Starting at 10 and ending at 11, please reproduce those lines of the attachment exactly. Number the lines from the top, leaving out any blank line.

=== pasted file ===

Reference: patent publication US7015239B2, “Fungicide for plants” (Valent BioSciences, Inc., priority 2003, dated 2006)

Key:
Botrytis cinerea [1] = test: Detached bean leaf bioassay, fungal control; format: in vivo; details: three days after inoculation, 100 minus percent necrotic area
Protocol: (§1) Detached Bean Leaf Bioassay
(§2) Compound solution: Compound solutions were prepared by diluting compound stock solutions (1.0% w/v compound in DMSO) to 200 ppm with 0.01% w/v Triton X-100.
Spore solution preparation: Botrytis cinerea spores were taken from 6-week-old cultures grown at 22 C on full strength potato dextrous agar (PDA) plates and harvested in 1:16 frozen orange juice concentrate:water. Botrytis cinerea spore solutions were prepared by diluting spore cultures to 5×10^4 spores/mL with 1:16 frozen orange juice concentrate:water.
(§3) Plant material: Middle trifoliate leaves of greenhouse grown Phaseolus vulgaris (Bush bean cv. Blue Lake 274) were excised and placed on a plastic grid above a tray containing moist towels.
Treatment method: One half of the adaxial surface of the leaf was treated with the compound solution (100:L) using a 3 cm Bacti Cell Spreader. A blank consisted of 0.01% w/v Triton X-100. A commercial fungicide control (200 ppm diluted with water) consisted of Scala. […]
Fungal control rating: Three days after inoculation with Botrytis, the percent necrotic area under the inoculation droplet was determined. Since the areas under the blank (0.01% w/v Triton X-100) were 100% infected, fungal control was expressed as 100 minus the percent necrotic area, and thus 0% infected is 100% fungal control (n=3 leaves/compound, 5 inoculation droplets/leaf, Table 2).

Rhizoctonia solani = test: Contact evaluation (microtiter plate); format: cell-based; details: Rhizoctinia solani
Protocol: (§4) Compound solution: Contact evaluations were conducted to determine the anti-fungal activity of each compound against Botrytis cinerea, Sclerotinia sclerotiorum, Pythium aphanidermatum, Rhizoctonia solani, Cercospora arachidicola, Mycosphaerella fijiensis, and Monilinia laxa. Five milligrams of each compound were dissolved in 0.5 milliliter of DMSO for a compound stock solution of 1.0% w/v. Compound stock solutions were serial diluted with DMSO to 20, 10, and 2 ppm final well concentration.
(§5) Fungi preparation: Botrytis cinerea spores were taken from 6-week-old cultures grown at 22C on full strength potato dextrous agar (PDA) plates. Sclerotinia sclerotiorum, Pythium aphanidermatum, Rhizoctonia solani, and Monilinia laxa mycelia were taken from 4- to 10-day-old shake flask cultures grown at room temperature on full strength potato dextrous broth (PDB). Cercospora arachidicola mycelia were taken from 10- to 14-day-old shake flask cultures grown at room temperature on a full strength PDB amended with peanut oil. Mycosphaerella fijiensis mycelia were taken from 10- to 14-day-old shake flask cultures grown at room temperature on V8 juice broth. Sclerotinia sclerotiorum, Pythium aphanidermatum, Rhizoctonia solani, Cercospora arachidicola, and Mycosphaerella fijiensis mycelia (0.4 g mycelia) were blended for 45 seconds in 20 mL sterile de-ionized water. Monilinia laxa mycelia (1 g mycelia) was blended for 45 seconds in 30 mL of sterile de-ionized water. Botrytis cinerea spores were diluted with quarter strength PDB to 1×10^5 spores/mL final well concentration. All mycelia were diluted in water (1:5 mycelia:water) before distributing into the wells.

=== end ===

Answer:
Rhizoctonia solani = test: Contact evaluation (microtiter plate); format: cell-based; details: Rhizoctinia solani
Protocol: (§4) Compound solution: Contact evaluations were conducted to determine the anti-fungal activity of each compound against Botrytis cinerea, Sclerotinia sclerotiorum, Pythium aphanidermatum, Rhizoctonia solani, Cercospora arachidicola, Mycosphaerella fijiensis, and Monilinia laxa. Five milligrams of each compound were dissolved in 0.5 milliliter of DMSO for a compound stock solution of 1.0% w/v. Compound stock solutions were serial diluted with DMSO to 20, 10, and 2 ppm final well concentration.